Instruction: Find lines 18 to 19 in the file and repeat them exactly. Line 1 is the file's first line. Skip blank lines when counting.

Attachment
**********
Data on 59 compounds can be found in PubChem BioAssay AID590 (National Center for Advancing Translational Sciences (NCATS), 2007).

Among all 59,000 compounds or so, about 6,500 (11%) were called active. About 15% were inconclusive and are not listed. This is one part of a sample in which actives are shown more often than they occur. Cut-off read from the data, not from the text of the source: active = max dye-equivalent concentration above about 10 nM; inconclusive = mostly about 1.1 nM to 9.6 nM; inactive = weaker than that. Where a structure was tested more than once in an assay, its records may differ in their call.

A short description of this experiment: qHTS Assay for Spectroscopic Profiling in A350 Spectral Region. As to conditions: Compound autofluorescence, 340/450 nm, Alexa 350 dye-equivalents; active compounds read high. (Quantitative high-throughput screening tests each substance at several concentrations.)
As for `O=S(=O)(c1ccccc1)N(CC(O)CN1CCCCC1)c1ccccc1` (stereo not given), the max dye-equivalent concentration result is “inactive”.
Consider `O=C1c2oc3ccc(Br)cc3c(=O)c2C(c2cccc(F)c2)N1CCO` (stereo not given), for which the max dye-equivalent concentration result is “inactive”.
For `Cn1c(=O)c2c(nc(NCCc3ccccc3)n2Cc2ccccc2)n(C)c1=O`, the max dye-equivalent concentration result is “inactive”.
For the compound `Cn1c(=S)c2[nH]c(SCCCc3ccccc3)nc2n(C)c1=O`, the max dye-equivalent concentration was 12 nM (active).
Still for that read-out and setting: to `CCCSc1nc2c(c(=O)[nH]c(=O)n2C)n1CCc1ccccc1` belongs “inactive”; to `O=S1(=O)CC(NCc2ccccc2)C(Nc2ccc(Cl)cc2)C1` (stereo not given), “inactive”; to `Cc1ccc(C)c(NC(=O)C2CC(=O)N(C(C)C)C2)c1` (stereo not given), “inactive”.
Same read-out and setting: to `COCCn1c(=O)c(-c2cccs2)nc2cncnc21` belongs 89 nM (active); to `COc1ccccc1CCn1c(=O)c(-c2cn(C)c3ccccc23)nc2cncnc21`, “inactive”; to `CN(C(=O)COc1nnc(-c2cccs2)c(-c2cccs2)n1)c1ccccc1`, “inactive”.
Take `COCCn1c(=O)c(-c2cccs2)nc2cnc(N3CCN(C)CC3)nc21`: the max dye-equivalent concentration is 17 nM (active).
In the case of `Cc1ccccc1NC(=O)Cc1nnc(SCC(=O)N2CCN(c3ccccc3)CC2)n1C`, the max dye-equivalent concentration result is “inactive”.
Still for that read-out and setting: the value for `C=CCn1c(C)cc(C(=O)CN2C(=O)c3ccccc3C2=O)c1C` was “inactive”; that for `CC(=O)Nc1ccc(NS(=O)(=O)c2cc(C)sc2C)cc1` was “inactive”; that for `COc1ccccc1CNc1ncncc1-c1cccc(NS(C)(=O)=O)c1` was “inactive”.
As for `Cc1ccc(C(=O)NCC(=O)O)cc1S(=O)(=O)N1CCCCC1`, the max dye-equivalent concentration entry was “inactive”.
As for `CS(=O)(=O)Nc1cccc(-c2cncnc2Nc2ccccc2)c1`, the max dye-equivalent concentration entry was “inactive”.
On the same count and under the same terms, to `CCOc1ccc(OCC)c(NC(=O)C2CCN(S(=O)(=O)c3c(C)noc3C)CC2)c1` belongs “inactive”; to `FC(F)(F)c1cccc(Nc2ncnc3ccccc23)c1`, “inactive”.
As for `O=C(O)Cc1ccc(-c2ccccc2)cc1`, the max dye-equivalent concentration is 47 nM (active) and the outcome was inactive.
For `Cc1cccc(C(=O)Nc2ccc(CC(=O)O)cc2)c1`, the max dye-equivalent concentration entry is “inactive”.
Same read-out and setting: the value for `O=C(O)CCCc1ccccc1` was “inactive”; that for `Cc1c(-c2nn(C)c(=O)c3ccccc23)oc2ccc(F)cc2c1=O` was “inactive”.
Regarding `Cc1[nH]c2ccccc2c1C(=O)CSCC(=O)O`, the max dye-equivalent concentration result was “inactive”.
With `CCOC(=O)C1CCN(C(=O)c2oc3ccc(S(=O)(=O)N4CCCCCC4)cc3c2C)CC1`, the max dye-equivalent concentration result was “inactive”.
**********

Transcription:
Same read-out and setting: the value for `O=C(O)CCCc1ccccc1` was “inactive”; that for `Cc1c(-c2nn(C)c(=O)c3ccccc23)oc2ccc(F)cc2c1=O` was “inactive”.
Regarding `Cc1[nH]c2ccccc2c1C(=O)CSCC(=O)O`, the max dye-equivalent concentration result was “inactive”.